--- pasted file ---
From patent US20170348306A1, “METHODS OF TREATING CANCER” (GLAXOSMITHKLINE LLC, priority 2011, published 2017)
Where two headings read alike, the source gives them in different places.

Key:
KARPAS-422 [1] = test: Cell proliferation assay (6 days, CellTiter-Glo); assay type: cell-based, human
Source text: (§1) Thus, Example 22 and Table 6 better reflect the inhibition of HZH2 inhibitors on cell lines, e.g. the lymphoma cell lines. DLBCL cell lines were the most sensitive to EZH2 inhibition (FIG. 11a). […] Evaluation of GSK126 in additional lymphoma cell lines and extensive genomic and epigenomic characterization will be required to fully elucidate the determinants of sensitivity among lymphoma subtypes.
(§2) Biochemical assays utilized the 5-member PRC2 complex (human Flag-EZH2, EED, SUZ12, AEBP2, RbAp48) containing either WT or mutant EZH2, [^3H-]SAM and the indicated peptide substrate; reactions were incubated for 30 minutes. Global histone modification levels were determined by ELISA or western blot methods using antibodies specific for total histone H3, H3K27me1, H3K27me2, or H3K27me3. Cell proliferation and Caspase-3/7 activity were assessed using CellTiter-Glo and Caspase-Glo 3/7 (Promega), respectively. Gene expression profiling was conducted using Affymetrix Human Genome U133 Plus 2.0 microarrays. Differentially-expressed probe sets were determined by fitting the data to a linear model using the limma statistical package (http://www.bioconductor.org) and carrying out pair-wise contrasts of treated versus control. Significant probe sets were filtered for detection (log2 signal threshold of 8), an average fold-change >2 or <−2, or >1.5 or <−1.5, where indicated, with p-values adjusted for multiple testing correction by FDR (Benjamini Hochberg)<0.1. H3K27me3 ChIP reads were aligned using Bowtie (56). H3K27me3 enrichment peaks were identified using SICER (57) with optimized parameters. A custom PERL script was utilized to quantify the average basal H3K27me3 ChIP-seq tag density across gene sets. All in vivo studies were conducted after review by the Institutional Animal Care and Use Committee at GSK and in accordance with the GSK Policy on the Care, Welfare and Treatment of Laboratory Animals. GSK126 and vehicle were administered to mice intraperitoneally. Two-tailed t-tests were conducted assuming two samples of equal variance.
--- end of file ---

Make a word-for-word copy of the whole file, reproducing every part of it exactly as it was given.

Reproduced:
From patent US20170348306A1, “METHODS OF TREATING CANCER” (GLAXOSMITHKLINE LLC, priority 2011, published 2017)
Where two headings read alike, the source gives them in different places.

Key:
KARPAS-422 [1] = test: Cell proliferation assay (6 days, CellTiter-Glo); assay type: cell-based, human
Source text: (§1) Thus, Example 22 and Table 6 better reflect the inhibition of HZH2 inhibitors on cell lines, e.g. the lymphoma cell lines. DLBCL cell lines were the most sensitive to EZH2 inhibition (FIG. 11a). […] Evaluation of GSK126 in additional lymphoma cell lines and extensive genomic and epigenomic characterization will be required to fully elucidate the determinants of sensitivity among lymphoma subtypes.
(§2) Biochemical assays utilized the 5-member PRC2 complex (human Flag-EZH2, EED, SUZ12, AEBP2, RbAp48) containing either WT or mutant EZH2, [^3H-]SAM and the indicated peptide substrate; reactions were incubated for 30 minutes. Global histone modification levels were determined by ELISA or western blot methods using antibodies specific for total histone H3, H3K27me1, H3K27me2, or H3K27me3. Cell proliferation and Caspase-3/7 activity were assessed using CellTiter-Glo and Caspase-Glo 3/7 (Promega), respectively. Gene expression profiling was conducted using Affymetrix Human Genome U133 Plus 2.0 microarrays. Differentially-expressed probe sets were determined by fitting the data to a linear model using the limma statistical package (http://www.bioconductor.org) and carrying out pair-wise contrasts of treated versus control. Significant probe sets were filtered for detection (log2 signal threshold of 8), an average fold-change >2 or <−2, or >1.5 or <−1.5, where indicated, with p-values adjusted for multiple testing correction by FDR (Benjamini Hochberg)<0.1. H3K27me3 ChIP reads were aligned using Bowtie (56). H3K27me3 enrichment peaks were identified using SICER (57) with optimized parameters. A custom PERL script was utilized to quantify the average basal H3K27me3 ChIP-seq tag density across gene sets. All in vivo studies were conducted after review by the Institutional Animal Care and Use Committee at GSK and in accordance with the GSK Policy on the Care, Welfare and Treatment of Laboratory Animals. GSK126 and vehicle were administered to mice intraperitoneally. Two-tailed t-tests were conducted assuming two samples of equal variance.